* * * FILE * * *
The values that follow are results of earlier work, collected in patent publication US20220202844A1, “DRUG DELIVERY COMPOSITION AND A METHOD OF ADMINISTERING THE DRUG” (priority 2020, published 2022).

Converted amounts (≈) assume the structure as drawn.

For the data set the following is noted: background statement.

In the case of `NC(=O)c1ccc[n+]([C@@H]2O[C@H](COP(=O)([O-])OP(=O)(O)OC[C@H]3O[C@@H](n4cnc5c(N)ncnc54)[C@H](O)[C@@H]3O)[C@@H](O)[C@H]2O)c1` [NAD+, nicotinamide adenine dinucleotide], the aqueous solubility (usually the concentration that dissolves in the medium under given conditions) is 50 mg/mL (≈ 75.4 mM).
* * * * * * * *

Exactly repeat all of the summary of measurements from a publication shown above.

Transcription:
The values that follow are results of earlier work, collected in patent publication US20220202844A1, “DRUG DELIVERY COMPOSITION AND A METHOD OF ADMINISTERING THE DRUG” (priority 2020, published 2022).

Converted amounts (≈) assume the structure as drawn.

For the data set the following is noted: background statement.

In the case of `NC(=O)c1ccc[n+]([C@@H]2O[C@H](COP(=O)([O-])OP(=O)(O)OC[C@H]3O[C@@H](n4cnc5c(N)ncnc54)[C@H](O)[C@@H]3O)[C@@H](O)[C@H]2O)c1` [NAD+, nicotinamide adenine dinucleotide], the aqueous solubility (usually the concentration that dissolves in the medium under given conditions) is 50 mg/mL (≈ 75.4 mM).